Navi Rawat kept me watching with her gorgeous looks. The character was a bit throwaway but who cares when you are this smoking hot? The three main characters all work well together and play off each other. There is this ‘odd couple’ chemistry to the pairing where they shouldn’t click but they do. And it is to the film’s credit that you do want to see them all get out of their predicament alive. That’s a much harder task than you’d think given that Kattan is in it!


Undead or Alive is refreshingly original with a decent slant on the rather stagnant zombie genre. It may be a little too silly and goofy for it’s own good at times but the western setting really gives it that added kick. I wonder what John Wayne would have thought if he knew that the genre he helped make popular has become overrun with zombies!





Burrowers, The (2008)

The Burrowers (2008)

Evil will surface.

In the Wild West, a posse sets off to find and rescue a family of settlers who were apparently kidnapped by hostile Indians. But as men begin to vanish in the night and strange holes begin appearing around them in the ground, the posse soon realise that their prey is something far more terrifying than Indians.


I’ve seen a string of horror films recently which have been set in the Wild West and I must say that it is a really interesting time period to be setting them in. Gone are the clichés of modern day horror films where characters are all stereotyped teenagers; where mobile phones don’t work; where characters spout off their film knowledge; where they have all of the wonders of 21st century life to help them get through their struggles. Take that away, strip the film down to its basic elements and play up an odd western cliché or two and you’ve got the ground work for original horror films where creativity is the key because you can’t rely on technology to save you. The Burrowers comes hot on the heels of Undead or Alive and Copperhead, two other Wild West horror films in which the basic elements are the same as countless other modern era horror films, only with the novelty value of setting it somewhere historically remote, desolate and as wild and savage as the monsters you’re fighting.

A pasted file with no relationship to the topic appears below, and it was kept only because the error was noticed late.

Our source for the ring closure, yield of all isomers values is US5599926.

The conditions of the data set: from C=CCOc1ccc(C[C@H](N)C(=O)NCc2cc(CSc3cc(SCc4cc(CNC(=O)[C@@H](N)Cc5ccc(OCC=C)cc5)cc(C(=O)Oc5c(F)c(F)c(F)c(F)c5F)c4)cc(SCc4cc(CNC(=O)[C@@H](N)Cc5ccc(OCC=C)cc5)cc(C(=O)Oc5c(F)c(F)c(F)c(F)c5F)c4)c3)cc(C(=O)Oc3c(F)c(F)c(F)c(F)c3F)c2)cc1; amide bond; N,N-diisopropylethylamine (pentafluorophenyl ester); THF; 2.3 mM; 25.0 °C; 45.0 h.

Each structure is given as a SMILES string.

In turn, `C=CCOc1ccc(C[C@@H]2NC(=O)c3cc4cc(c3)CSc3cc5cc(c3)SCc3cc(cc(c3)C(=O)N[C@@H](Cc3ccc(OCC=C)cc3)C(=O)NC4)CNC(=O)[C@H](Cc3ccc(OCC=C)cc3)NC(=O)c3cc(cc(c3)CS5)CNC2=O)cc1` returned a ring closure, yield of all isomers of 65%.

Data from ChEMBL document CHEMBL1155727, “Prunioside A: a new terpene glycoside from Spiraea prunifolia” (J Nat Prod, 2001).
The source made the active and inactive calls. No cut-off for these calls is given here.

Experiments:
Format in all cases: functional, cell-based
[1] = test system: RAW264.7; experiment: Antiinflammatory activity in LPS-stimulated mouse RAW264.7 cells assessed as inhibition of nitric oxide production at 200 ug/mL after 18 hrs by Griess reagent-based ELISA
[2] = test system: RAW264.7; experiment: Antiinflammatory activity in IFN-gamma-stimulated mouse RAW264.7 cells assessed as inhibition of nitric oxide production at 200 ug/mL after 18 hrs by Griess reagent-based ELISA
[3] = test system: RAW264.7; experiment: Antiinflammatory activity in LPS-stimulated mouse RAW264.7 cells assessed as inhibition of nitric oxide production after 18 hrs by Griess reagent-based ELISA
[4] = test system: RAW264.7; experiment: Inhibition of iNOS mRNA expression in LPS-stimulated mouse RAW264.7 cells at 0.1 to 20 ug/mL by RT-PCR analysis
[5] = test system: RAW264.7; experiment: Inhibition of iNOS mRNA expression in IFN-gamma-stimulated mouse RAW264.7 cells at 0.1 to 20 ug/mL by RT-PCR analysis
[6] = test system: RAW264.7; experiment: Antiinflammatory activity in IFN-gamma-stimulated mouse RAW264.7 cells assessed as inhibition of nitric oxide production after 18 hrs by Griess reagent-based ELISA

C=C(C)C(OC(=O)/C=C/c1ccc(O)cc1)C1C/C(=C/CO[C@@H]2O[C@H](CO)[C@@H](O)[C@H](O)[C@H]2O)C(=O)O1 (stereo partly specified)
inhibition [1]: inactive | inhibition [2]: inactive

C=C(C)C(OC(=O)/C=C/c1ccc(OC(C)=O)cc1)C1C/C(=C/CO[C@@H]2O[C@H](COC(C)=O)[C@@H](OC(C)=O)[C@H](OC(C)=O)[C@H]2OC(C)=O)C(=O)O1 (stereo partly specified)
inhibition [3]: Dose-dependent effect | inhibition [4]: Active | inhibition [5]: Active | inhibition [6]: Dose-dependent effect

That’s not to say The Burrowers is a good film. Far from it – the best I can say is that it had potential but it just didn’t live up to it one bit. It’s very slow-paced but I got the feeling that was deliberate on the part of the director. It’s a good forty-five minutes before anything really exciting happens and the odd Burrower attack is peppered through the middle of the film which promises a great finale but fails to deliver. I think the director was going for a slightly more dramatic affair with lots of paranoia and eerie goings on but it just doesn’t work as well as it should.

The Western setting is nailed down a tee though with some spot-on cinematography. The characters are all well-rounded and, dare I say it, likeable. You don’t want any of them to get harmed because they all get a chance to develop. It’s always great to see a stalwart like Clancy Brown in something like this too! The film definitely plays to its strengths which is the mood and atmosphere. As I’ve already touched upon in my opening, the Wild West was a remote, savage place so when the posse end up in the middle of nowhere, you know that is just where they are – no small towns hiding around the mountains, no police station nearby or no cabin to shelter in. This feeling of isolation is played up in the film a lot as the characters know they’re on their own and need to stick together.

However twists and turns along the way mean that is not possible. Some of the night scenes where the Burrowers are scurrying around in the grass around the camp are pretty tense affairs. The only light is coming from the fire so it’s impossible to see too far. You just hear them brushing past the grass. The Burrowers themselves don’t appear a lot. It’s good because they look rather rubbish when they do appear in their CGI form. The actual latex suits used in some scenes look far more convincing, especially in a dimly lit environment. But they work better as unseen assailants anyway, crawling out from their ground holes to poison and paralyse victims before burying them in the ground alive and coming back to eat them later on when they’ve turned all squishy inside! A lot of real life animals and insects use this method to eat their prey but it just sounds a lot harsher when its human beings involved.

There aren’t too many bloody scenes of people getting their insides sucked out but there is one great scene where you see one unlucky victim get poisoned, paralysed, buried alive and then feasted upon later in the film. They are definitely a unique creation and this film needed more Burrower action! Again though I think any more of the monster action would have overdone it.


The Burrowers is a decent monster flick which sacrifices cheap scares and gore for a slow-burner pace and lots of excellent atmosphere and tension. Whether you’re in the mood for something more sophisticated than your usual teen horror will depend on your enjoyment. Everyone who keeps up-to-date with horror films should at least check it out. You won’t be overly disappointed.